Chapter

FROM THE PLATFORM TO THE STAGE: CLINGING TO FAME

J. Matthew Gallman

in America's Joan of Arc

Published in print April 2006 | ISBN: 9780195161458
Published online September 2007 | e-ISBN: 9780199788798 | DOI: http://dx.doi.org/10.1093/acprof:oso/9780195161458.003.0008
 FROM THE PLATFORM TO THE STAGE: CLINGING TO FAME

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After the Panic of 1873 the lyceum circuit fell into decline. Anna Elizabeth Dickinson still enjoyed tremendous popularity and could fill the occasional hall, but she would need new strategies to capitalize on that fame. Even as she climbed summits in Colorado and basked on beaches in New Jersey, Dickinson was contemplating her options. Since her youth, she had dreamed of going on the stage, but as long as lecturing provided an outlet for her passions it would have been folly to change careers. But even as she kept her distance from the theater, Dickinson grew friendly with several actors and actresses. Dickinson would eventually turn to the stage in 1876, opening herself up to particular national scrutiny in the process.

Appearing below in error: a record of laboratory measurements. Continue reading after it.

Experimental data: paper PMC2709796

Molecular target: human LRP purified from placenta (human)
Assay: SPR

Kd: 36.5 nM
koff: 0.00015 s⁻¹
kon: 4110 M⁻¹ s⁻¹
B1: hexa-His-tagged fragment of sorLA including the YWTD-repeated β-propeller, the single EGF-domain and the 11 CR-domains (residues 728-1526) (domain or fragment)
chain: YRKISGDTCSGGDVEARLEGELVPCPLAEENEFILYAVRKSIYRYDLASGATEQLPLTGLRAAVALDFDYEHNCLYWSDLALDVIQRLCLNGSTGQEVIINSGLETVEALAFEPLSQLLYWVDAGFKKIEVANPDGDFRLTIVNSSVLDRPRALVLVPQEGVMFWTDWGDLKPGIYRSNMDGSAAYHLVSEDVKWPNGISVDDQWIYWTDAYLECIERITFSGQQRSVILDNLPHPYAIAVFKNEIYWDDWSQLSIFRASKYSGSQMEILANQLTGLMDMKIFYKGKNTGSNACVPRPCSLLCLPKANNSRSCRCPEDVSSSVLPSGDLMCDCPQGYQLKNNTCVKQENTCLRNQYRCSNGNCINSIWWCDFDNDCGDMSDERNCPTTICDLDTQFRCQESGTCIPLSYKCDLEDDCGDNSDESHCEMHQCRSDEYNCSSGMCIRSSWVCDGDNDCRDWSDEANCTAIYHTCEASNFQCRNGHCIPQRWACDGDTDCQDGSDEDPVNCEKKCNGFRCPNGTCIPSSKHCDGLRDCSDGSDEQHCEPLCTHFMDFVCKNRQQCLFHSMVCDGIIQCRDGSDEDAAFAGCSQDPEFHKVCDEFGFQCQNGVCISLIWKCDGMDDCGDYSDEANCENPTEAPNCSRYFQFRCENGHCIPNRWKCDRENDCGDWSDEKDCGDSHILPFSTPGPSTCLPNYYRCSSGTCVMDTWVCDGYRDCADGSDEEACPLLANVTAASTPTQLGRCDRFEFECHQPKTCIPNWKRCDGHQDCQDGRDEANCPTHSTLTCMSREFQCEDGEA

Keywords: Anna Elizabeth Dickinson; theater; stage plays; actors; actresses

Chapter.  13367 words.  Illustrated.

Subjects: History of the Americas

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